Tuesday, May 31, 2016

Over the hills and far away

It's been a long time since I took Mangapai Caves Road through to the caves.  When I turned off down the road yesterday it wasn't with any intent other than revisit a drive I hadn't done for a while.  At the corner of Graham Road I decided I'd go that way, I don't think I've ever been up that road before.  

My timing for meandering along an unsealed metal (gravel) road was perfect.  There's been just enough rain to pack down the metal leaving a relatively smooth surface.  The road twists and turns ever upwards.  At least it did when I decided to turn back and return to complete the trip another day when I've remembered to visit the loo before I set out.  There are no public amenities out here.   

I only passed two vehicles and could stop often to take in the views.  This one is looking inland towards the hills of home:


From a different spot looking east, towards the harbour



I know I can't be relied upon to take photos of a straight horizon and I struggled to straighten this shot until I settled on the tree in the foreground.  I just hope it has grown straight as the wind would be a bit fierce on these hills.


When I first came to New Zealand all those years ago green, hilly country like this used to freak me out.  Literally.  I couldn't sleep at night  in hilly countryside.  I'd dream that those hills were closing in on me and wake up panicked, feeling I couldn't breath. (Isn't it weird that you add a k to panic to make the past tense?)  I'd yearn for the wide open harsh dry flat countryside of Queensland's north west.


Now I can't imagine living anywhere else.

19 comments:

  1. Lovely views but yes I can imagine it being difficult to be sure one is getting the horizon in the right place when taking a photo! :)

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    1. No matter how hard I concentrate I never get the horizon straight. I even have difficulty when using grid lines. Guess I just have a crooked eye.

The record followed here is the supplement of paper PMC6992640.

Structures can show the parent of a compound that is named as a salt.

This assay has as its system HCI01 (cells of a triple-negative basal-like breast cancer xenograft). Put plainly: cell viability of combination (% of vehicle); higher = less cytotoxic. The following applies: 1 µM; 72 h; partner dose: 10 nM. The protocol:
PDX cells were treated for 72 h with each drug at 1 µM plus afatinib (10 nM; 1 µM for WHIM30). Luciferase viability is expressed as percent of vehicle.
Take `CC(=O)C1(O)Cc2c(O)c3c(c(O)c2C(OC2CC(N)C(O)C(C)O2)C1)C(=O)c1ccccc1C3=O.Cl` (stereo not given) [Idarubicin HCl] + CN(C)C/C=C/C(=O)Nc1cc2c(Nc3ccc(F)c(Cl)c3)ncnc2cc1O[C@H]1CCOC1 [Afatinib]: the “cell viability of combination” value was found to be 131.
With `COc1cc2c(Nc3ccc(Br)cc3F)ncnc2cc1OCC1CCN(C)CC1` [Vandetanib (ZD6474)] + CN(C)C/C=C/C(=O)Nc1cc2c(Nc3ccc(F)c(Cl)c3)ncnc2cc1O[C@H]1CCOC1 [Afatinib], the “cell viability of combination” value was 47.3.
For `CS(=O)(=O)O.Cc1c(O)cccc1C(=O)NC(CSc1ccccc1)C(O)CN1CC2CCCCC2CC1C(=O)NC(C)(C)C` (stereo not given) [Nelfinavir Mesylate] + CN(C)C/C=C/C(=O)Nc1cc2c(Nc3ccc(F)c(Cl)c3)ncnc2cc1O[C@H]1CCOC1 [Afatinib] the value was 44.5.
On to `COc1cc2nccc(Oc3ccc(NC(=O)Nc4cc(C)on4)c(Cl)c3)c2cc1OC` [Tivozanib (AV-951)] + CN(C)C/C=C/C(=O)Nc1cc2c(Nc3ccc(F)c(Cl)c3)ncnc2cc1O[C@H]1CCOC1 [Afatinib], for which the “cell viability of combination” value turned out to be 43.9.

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  2. Hills and mountains thrill me, living in a flat swamp. Your area would be a lovely place to live.

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    1. Yes, it is a great place to live but beauty is everywhere, don't you find?

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  3. I have always preferred hilly country. Plenty of dips and hollows when I get caught short.

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    1. One advantage to being a male, Adrian.

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  4. What a beautiful and precious countryside and I am glad that you realize that!!

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    1. Oh, I do, Tabor. And I give thanks that I have more time for exploring more of it now that I'm retired. It gives me great pleasure to roam the backroads.

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  5. You chose a beautiful place to live.

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    1. Strangely, it wasn't chosen for its beauty but the quality of the soil. Farmers are weird people, Red.

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  6. i love your rolling green hills.

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  7. Your countryside is just beautiful Pauline, from one who knows the harsh brown reality of Queensland. We are entering what is going to be a particularly fierce dry Winter, already pumping water and feeding cattle! I shall enjoy your glorious green scenery.

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  8. I recognize those hills and landscapes, have travelled through there many times :-(

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  9. It's strange isn't it Pauline what we are or get used to. I can't imagine living far from the sea and as for not having hills and mountains to live by that would really freak me out.

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  10. Hello Pauline,

    Now that is beautiful scenery, just caught up with your last couple of posts re the photo use!!! Unbelievable bad manners on someone's part, most likely thought they wouldn't be found out.

    Happy days.
    Bev.

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  11. OH, how beautiful! I LOVE these photos, how I long to see New Zealand! Listen, I am convinced that for me, one of my legs is shorter than the other, my horizon is always crooked! (Richard's is always just right!!)

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  12. Glorious countryside...it makes one's heart sing. :)

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  13. I think you live in a gorgeous area! I would have struggled with the change too. I think I would miss the ocean most!

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